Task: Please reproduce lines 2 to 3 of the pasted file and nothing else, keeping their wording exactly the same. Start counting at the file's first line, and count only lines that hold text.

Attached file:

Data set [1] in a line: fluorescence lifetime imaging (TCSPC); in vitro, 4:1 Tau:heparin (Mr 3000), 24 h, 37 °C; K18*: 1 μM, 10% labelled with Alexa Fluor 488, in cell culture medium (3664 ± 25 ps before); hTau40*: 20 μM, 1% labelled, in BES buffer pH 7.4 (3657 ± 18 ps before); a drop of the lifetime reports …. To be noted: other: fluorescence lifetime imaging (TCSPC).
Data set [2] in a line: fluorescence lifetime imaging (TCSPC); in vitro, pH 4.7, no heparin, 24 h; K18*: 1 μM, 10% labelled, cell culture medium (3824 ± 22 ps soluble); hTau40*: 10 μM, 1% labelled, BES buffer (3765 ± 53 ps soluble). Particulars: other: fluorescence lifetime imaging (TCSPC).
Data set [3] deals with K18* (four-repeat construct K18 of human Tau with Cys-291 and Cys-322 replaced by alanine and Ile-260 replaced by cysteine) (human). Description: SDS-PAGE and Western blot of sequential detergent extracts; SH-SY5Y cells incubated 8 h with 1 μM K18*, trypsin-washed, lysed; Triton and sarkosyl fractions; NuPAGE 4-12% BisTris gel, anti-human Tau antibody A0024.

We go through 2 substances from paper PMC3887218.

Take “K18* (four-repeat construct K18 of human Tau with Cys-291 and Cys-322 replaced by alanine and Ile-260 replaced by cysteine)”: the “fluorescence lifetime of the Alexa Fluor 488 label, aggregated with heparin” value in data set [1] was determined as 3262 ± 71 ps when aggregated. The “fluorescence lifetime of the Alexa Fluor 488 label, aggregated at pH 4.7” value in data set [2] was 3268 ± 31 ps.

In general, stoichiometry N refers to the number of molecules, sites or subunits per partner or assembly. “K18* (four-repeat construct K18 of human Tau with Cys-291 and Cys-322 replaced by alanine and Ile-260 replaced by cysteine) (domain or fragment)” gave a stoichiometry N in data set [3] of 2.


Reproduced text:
Data set [2] in a line: fluorescence lifetime imaging (TCSPC); in vitro, pH 4.7, no heparin, 24 h; K18*: 1 μM, 10% labelled, cell culture medium (3824 ± 22 ps soluble); hTau40*: 10 μM, 1% labelled, BES buffer (3765 ± 53 ps soluble). Particulars: other: fluorescence lifetime imaging (TCSPC).
Data set [3] deals with K18* (four-repeat construct K18 of human Tau with Cys-291 and Cys-322 replaced by alanine and Ile-260 replaced by cysteine) (human). Description: SDS-PAGE and Western blot of sequential detergent extracts; SH-SY5Y cells incubated 8 h with 1 μM K18*, trypsin-washed, lysed; Triton and sarkosyl fractions; NuPAGE 4-12% BisTris gel, anti-human Tau antibody A0024.